When weight gain is a warning

If pounds are piling on and you've ruled out the usual suspects-a lapsed gym membership, a few too many backyard barbecues-a health problem may be to blame. Examining how much you've gained along with other symptoms may point to a medical culprit and help you feel better fast.


Sleep apnea: Other signs include snoring, headaches and fatigue. The link to mystery pounds? With apnea, breathing is interrupted while you snooze, possibly by throat tissue blocking your windpipe. Fitful sleep disrupts your hormones in a way that makes your body accumulate fat, says Gregg Faiman, M.D., an endocrinologist at University Hospitals of Cleveland. See your doc, who might prescribe a special sleep mask to keep your airway open.

Polycystic ovary syndrome
: This hormonal disorder occurs when the ovaries pump out too much testosterone, causing thinning hair, acne and irregular periods along with weight gain. PCOS is linked to too-high levels of the hormone insulin, and extra insulin encourages the body to build up and hoard fat. Exercise and a balanced diet can improve your ability to process insulin; hormonal birth control can help keep testosterone production in check.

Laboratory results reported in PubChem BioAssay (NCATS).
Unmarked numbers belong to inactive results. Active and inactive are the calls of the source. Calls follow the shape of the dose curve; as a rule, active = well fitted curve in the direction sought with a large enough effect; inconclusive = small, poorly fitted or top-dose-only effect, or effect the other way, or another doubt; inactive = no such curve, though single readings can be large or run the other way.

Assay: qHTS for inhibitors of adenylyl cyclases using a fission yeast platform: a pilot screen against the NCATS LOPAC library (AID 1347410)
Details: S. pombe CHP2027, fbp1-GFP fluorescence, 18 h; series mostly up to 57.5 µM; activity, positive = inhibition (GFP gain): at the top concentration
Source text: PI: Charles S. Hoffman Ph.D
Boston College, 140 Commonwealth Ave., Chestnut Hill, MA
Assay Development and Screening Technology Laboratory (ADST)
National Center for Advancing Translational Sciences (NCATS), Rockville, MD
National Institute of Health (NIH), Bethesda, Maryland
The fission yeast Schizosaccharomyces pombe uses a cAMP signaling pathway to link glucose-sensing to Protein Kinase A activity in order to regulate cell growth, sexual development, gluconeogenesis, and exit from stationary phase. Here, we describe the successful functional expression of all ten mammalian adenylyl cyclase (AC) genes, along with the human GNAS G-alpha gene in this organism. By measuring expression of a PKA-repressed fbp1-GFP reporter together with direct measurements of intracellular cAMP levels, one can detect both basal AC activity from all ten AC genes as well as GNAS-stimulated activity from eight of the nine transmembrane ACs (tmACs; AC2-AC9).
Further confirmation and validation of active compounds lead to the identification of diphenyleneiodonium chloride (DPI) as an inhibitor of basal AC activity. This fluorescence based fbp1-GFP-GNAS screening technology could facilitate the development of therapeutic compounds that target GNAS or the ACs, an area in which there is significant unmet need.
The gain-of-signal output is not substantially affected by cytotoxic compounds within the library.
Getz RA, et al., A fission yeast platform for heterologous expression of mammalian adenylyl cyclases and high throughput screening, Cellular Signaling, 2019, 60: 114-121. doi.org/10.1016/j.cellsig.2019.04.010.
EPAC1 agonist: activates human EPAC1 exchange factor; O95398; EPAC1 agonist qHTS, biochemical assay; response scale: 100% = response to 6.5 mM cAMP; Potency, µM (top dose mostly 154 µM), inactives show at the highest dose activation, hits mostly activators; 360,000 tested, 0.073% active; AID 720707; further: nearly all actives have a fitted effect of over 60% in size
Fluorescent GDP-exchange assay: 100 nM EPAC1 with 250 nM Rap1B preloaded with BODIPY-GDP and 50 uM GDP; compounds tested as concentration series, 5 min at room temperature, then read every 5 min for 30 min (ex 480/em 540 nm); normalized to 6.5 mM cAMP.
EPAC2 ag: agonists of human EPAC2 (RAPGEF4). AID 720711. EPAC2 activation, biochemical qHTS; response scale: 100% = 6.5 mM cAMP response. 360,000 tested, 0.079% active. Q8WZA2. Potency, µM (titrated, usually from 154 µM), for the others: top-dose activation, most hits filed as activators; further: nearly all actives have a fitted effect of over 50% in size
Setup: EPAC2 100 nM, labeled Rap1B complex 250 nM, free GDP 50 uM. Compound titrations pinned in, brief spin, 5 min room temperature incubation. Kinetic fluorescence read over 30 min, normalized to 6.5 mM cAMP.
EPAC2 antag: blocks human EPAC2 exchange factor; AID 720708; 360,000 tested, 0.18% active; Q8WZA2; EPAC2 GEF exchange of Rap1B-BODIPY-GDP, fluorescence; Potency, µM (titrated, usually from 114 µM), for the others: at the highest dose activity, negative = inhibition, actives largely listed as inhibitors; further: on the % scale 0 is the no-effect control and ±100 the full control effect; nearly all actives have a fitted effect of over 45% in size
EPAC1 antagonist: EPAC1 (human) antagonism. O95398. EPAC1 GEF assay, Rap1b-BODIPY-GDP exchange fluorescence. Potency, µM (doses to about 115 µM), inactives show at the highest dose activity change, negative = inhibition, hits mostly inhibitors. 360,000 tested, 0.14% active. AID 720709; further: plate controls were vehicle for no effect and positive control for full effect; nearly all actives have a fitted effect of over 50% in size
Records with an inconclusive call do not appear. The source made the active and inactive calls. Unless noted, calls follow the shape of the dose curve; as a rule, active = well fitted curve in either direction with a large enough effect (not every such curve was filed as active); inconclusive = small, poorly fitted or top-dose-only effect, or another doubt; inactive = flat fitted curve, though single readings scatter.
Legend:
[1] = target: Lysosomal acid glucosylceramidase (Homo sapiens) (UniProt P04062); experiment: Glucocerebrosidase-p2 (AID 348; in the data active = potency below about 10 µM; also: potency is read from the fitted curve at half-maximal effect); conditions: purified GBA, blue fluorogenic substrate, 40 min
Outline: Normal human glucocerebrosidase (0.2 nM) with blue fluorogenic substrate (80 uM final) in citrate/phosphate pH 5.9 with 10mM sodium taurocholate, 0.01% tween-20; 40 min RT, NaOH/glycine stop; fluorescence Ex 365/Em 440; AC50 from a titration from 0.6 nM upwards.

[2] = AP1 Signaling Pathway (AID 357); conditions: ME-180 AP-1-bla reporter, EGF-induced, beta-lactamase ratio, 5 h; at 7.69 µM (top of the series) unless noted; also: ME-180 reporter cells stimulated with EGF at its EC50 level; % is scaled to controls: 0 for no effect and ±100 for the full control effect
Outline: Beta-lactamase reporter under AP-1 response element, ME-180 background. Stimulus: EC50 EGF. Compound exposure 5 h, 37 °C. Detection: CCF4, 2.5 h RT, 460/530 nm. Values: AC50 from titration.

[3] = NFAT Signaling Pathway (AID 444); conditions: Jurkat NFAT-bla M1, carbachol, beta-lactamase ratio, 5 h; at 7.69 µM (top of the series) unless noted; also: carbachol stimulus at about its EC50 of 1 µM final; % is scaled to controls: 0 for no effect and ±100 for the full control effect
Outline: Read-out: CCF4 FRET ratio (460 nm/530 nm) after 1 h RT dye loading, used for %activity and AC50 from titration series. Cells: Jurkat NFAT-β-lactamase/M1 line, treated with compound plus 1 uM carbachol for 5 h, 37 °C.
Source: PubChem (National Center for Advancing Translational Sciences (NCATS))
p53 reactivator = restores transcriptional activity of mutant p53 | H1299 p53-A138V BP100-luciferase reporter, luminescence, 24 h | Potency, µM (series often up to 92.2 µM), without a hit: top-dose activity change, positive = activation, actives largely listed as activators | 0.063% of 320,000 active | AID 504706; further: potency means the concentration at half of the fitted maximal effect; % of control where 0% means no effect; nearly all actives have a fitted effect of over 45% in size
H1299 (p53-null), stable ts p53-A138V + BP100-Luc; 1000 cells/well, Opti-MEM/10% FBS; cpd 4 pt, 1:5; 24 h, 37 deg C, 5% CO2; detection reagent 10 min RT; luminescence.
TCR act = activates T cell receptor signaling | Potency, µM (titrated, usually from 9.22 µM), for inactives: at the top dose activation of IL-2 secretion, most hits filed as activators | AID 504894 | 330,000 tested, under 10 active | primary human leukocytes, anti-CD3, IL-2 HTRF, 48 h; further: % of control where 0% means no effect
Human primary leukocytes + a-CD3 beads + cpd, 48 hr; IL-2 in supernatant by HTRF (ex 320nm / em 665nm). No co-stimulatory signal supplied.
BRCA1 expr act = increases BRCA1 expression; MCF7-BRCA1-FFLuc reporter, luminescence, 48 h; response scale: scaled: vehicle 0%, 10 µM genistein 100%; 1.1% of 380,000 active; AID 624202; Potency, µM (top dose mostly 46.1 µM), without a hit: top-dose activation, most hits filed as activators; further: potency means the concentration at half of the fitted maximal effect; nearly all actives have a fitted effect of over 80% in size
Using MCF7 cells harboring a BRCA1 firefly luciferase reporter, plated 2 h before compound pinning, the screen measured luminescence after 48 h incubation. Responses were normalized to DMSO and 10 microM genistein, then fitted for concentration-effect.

Cushing's syndrome
: Acne, muscle weakness and facial hair are also telltale signs of Cushing's, a condition typically caused by a benign tumor on the adrenal gland. The tumor spurs cortisol production, which increases fat storage. "Pounds may add up quickly or slowly, but the key clue is continued gain without explanation," Dr. Faiman says. Having the tumor removed can ease symptoms and help get you back to your slimmer self.

Metabolic syndrome: If you're tired, bloated and craving carbs-whether or not you're PMSing-metabolic syndrome may be behind your weight creep. Like PCOS, it's linked to excess insulin. As the hormone builds up in your blood, it tells the body to build up and store more fat, which brings on weight gain, usually in your belly. Following a low-carb diet, exercising and taking an Rx (such as metformin) can help your body process insulin more effectively.

--Lee Cabot Walker


[photo credit: Getty Images]